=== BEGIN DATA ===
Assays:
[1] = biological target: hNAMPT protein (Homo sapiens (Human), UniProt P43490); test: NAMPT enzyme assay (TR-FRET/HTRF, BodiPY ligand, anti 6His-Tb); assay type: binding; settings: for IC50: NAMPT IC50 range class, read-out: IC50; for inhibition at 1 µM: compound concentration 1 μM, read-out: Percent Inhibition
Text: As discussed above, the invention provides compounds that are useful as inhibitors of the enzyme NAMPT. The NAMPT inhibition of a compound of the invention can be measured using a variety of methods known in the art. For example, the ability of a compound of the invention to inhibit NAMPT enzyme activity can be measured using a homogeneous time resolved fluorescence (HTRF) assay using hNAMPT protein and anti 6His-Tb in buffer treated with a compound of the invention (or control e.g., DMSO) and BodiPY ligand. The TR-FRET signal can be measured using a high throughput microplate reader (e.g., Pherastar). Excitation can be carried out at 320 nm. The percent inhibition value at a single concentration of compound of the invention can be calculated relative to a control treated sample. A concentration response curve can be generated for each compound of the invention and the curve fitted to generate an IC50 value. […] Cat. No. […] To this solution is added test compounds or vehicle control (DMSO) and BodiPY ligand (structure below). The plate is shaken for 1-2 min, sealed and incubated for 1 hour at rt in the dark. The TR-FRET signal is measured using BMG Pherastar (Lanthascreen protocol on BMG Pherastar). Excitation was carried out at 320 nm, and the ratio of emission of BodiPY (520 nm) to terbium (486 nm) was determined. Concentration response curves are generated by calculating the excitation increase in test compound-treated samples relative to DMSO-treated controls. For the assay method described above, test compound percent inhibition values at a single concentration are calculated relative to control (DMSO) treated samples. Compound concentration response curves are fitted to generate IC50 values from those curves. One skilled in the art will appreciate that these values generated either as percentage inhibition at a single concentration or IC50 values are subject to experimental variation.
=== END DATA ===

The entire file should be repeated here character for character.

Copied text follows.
Assays:
[1] = biological target: hNAMPT protein (Homo sapiens (Human), UniProt P43490); test: NAMPT enzyme assay (TR-FRET/HTRF, BodiPY ligand, anti 6His-Tb); assay type: binding; settings: for IC50: NAMPT IC50 range class, read-out: IC50; for inhibition at 1 µM: compound concentration 1 μM, read-out: Percent Inhibition
Text: As discussed above, the invention provides compounds that are useful as inhibitors of the enzyme NAMPT. The NAMPT inhibition of a compound of the invention can be measured using a variety of methods known in the art. For example, the ability of a compound of the invention to inhibit NAMPT enzyme activity can be measured using a homogeneous time resolved fluorescence (HTRF) assay using hNAMPT protein and anti 6His-Tb in buffer treated with a compound of the invention (or control e.g., DMSO) and BodiPY ligand. The TR-FRET signal can be measured using a high throughput microplate reader (e.g., Pherastar). Excitation can be carried out at 320 nm. The percent inhibition value at a single concentration of compound of the invention can be calculated relative to a control treated sample. A concentration response curve can be generated for each compound of the invention and the curve fitted to generate an IC50 value. […] Cat. No. […] To this solution is added test compounds or vehicle control (DMSO) and BodiPY ligand (structure below). The plate is shaken for 1-2 min, sealed and incubated for 1 hour at rt in the dark. The TR-FRET signal is measured using BMG Pherastar (Lanthascreen protocol on BMG Pherastar). Excitation was carried out at 320 nm, and the ratio of emission of BodiPY (520 nm) to terbium (486 nm) was determined. Concentration response curves are generated by calculating the excitation increase in test compound-treated samples relative to DMSO-treated controls. For the assay method described above, test compound percent inhibition values at a single concentration are calculated relative to control (DMSO) treated samples. Compound concentration response curves are fitted to generate IC50 values from those curves. One skilled in the art will appreciate that these values generated either as percentage inhibition at a single concentration or IC50 values are subject to experimental variation.